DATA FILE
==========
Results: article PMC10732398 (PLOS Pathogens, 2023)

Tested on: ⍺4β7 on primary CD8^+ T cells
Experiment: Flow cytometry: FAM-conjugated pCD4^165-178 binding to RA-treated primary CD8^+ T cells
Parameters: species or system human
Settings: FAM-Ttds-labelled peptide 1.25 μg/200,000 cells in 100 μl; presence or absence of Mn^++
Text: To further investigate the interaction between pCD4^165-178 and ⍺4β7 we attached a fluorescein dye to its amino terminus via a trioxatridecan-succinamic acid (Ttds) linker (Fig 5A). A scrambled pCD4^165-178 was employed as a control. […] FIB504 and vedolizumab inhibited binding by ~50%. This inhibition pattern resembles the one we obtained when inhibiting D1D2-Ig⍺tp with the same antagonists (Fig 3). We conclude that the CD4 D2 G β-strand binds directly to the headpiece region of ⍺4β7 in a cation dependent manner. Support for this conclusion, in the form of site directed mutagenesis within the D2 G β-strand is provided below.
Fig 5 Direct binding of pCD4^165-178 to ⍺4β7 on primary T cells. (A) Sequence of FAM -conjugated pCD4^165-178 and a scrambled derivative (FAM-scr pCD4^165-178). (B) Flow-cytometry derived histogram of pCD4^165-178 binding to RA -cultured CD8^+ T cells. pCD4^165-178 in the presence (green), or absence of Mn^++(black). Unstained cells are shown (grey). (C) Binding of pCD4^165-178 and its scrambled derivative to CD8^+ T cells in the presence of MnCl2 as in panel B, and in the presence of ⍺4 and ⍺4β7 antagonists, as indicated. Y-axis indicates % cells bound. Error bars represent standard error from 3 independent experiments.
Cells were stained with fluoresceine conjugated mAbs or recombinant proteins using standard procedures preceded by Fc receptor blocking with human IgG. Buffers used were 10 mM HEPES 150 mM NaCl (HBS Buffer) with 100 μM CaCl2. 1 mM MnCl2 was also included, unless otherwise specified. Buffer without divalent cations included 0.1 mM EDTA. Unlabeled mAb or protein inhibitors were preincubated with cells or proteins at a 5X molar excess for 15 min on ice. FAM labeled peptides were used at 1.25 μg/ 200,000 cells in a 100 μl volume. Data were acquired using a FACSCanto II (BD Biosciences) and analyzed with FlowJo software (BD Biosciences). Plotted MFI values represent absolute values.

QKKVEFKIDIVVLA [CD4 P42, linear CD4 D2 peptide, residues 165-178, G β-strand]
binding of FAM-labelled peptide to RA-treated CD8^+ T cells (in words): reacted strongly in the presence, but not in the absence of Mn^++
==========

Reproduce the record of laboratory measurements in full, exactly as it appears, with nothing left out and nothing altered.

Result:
Results: article PMC10732398 (PLOS Pathogens, 2023)

Tested on: ⍺4β7 on primary CD8^+ T cells
Experiment: Flow cytometry: FAM-conjugated pCD4^165-178 binding to RA-treated primary CD8^+ T cells
Parameters: species or system human
Settings: FAM-Ttds-labelled peptide 1.25 μg/200,000 cells in 100 μl; presence or absence of Mn^++
Text: To further investigate the interaction between pCD4^165-178 and ⍺4β7 we attached a fluorescein dye to its amino terminus via a trioxatridecan-succinamic acid (Ttds) linker (Fig 5A). A scrambled pCD4^165-178 was employed as a control. […] FIB504 and vedolizumab inhibited binding by ~50%. This inhibition pattern resembles the one we obtained when inhibiting D1D2-Ig⍺tp with the same antagonists (Fig 3). We conclude that the CD4 D2 G β-strand binds directly to the headpiece region of ⍺4β7 in a cation dependent manner. Support for this conclusion, in the form of site directed mutagenesis within the D2 G β-strand is provided below.
Fig 5 Direct binding of pCD4^165-178 to ⍺4β7 on primary T cells. (A) Sequence of FAM -conjugated pCD4^165-178 and a scrambled derivative (FAM-scr pCD4^165-178). (B) Flow-cytometry derived histogram of pCD4^165-178 binding to RA -cultured CD8^+ T cells. pCD4^165-178 in the presence (green), or absence of Mn^++(black). Unstained cells are shown (grey). (C) Binding of pCD4^165-178 and its scrambled derivative to CD8^+ T cells in the presence of MnCl2 as in panel B, and in the presence of ⍺4 and ⍺4β7 antagonists, as indicated. Y-axis indicates % cells bound. Error bars represent standard error from 3 independent experiments.
Cells were stained with fluoresceine conjugated mAbs or recombinant proteins using standard procedures preceded by Fc receptor blocking with human IgG. Buffers used were 10 mM HEPES 150 mM NaCl (HBS Buffer) with 100 μM CaCl2. 1 mM MnCl2 was also included, unless otherwise specified. Buffer without divalent cations included 0.1 mM EDTA. Unlabeled mAb or protein inhibitors were preincubated with cells or proteins at a 5X molar excess for 15 min on ice. FAM labeled peptides were used at 1.25 μg/ 200,000 cells in a 100 μl volume. Data were acquired using a FACSCanto II (BD Biosciences) and analyzed with FlowJo software (BD Biosciences). Plotted MFI values represent absolute values.

QKKVEFKIDIVVLA [CD4 P42, linear CD4 D2 peptide, residues 165-178, G β-strand]
binding of FAM-labelled peptide to RA-treated CD8^+ T cells (in words): reacted strongly in the presence, but not in the absence of Mn^++